After the book was recently recommended by one of my Facebook friends, I decided to buy Doug Wilson’s 1999 book Federal Husband1 for my Amazon Kindle. Despite having been married for a number of months, I confess that this was the first book I read on the subject of being a good Christian husband. I had no desire to waste my time on all the evanjellyfish rubbish out there, which only encourages the womanization of Christian men anyway. The danger of such literature is indeed evident in the role it has played in destroying healthy Christian masculinity among the contemporary Christian youth. I’m thankful to say that Wilson’s book doesn’t fall into that category, and I would recommend it to any man seeking to further his wisdom on how to be a godly husband. Allow me to give an overview of the book to explain why.
The correct presuppositions are cardinal to any belief system, and Wilson’s presuppositions when addressing the matter of biblical husbandry are, thankfully, very solid. He starts off by saying in the prologue: “Federal thinking really is alien to the modern mind. . . . it is not enough for husbands to love their wives. They must do it as Christ did for the church. If Christ loved the Church as her Federal Lord, then we have a responsibility to discover what that means” (p. 7). The fact that he here, through Christ’s example, identifies the enemy he wishes to fight – namely, modernist egalitarianism – is a most encouraging premise.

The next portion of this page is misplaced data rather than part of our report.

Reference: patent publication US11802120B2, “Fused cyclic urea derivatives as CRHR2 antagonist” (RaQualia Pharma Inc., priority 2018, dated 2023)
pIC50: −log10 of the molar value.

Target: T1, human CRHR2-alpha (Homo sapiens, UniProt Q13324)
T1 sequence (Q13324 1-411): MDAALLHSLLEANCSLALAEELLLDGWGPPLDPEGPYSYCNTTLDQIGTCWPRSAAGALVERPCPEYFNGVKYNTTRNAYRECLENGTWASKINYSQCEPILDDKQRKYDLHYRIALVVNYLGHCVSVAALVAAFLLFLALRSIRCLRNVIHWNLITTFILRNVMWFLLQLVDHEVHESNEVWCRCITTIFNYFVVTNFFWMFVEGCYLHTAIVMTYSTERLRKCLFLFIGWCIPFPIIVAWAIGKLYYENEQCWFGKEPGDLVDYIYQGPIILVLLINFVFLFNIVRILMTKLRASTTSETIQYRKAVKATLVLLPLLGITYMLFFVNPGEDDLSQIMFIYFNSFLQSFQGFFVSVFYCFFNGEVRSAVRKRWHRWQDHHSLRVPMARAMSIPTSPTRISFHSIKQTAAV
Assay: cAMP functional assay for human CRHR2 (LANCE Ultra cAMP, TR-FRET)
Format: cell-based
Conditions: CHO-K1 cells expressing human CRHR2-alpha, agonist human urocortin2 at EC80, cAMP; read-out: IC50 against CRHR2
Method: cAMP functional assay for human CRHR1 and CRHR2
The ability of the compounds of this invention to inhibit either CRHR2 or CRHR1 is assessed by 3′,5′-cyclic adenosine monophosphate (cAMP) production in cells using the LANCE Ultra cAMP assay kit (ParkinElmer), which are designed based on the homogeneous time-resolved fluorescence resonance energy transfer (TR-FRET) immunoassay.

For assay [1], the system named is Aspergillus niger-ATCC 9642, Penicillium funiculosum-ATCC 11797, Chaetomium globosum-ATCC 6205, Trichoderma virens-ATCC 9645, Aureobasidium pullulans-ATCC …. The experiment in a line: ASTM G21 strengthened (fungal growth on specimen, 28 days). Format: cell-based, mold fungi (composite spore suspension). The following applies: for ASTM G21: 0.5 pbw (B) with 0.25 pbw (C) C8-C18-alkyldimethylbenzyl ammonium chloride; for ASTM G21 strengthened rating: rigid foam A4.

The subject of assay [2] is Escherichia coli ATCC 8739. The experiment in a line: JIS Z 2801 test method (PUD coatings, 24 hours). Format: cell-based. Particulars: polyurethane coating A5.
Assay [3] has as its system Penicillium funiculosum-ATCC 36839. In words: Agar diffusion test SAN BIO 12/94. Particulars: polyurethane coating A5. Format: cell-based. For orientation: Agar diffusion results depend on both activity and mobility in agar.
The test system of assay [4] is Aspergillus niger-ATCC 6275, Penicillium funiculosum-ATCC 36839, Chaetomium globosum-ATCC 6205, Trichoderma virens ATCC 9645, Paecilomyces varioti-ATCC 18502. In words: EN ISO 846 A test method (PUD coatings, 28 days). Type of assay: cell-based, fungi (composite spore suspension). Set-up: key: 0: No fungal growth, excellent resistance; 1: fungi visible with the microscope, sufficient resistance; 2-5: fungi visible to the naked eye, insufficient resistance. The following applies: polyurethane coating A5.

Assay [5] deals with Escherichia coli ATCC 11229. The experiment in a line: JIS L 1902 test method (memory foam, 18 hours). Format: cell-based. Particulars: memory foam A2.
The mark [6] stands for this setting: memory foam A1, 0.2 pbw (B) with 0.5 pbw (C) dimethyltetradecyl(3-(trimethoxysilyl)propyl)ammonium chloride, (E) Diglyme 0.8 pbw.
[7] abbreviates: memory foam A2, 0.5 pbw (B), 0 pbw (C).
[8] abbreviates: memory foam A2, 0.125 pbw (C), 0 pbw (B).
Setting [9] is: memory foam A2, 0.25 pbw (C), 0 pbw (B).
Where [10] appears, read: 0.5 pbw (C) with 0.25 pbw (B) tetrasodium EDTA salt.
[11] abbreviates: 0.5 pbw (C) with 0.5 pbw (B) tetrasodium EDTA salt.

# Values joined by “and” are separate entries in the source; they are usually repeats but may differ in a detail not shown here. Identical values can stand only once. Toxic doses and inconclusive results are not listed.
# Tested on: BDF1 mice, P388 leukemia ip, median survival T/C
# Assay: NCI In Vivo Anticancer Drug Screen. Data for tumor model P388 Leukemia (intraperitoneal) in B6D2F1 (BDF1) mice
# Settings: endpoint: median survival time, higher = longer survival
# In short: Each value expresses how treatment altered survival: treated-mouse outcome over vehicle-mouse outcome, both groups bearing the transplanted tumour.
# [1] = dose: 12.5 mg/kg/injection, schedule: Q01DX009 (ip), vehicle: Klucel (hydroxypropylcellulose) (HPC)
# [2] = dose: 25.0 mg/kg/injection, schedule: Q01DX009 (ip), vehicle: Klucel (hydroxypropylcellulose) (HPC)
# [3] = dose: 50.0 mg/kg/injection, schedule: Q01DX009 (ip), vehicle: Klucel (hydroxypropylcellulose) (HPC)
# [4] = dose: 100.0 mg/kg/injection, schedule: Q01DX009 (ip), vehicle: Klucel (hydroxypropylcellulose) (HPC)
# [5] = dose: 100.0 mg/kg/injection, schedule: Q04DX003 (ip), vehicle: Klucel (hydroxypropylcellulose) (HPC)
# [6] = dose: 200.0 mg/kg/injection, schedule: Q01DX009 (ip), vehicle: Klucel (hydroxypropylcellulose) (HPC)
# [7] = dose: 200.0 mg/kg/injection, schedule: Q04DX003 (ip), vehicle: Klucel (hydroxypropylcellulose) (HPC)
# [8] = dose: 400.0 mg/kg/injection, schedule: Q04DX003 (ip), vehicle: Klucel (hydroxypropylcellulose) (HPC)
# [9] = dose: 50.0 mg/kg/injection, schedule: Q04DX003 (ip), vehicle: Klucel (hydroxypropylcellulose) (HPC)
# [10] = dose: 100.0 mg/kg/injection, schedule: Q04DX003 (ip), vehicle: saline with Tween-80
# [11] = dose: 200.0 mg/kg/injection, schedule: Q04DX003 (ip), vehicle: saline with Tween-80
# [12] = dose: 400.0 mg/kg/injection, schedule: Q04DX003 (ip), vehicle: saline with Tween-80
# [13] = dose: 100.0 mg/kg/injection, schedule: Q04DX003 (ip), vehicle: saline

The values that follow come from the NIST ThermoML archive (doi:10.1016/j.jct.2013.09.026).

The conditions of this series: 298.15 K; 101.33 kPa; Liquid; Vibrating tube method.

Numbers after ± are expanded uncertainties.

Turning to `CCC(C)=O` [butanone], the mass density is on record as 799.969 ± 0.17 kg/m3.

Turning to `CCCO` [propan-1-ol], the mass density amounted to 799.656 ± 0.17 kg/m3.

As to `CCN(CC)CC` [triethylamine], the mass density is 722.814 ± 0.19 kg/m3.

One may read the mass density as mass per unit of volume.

In the first section, he explains what he means under the term “federal”: the “word comes from the Latin foedus, which means covenant.” This word has been distorted by an incorrect modern usage, and is now often associated with “big, centralized things,” in particular, with the treasonous (and therefore uncovenantal) federal government of the United States. Wilson further points to the destructive implications on our religion in light of this centuries-long theological shift: “This brings to mind the distinction between classical Protestant theology and modern evangelical thinking: Modern evangelicalism doesn’t think and doesn’t have a backbone. Because contemporary evangelical theology doesn’t have a backbone, modern Christian men who are taught in terms of it find themselves without a backbone also” (pp. 9-11). This is a correct analysis of much of modern “Christianity,” which is really not much more than feminism under the false banner of Christianity.
God’s relationship towards mankind is covenantal (federal), and Wilson notes that the relationship between Adam and humanity is federal as well. Salvation is likewise accomplished federally by Christ as the head of His Church; the covenant of grace, made with mankind after the fall, is Christocentric par excellence. From these theological truths, Wilson proceeds to make an ever-important statement which all godly men must heed: “[O]ur theology of Christ’s love will be determinative of how a Christian wife is loved.” He explains that, contrary to egalitarian opinions, marriage is not “a permanent ‘roommate’ arrangement between two individuals with certain sexual privileges included,” but rather a covenant in which the man holds a particular responsibility as federal head (pp. 12-18).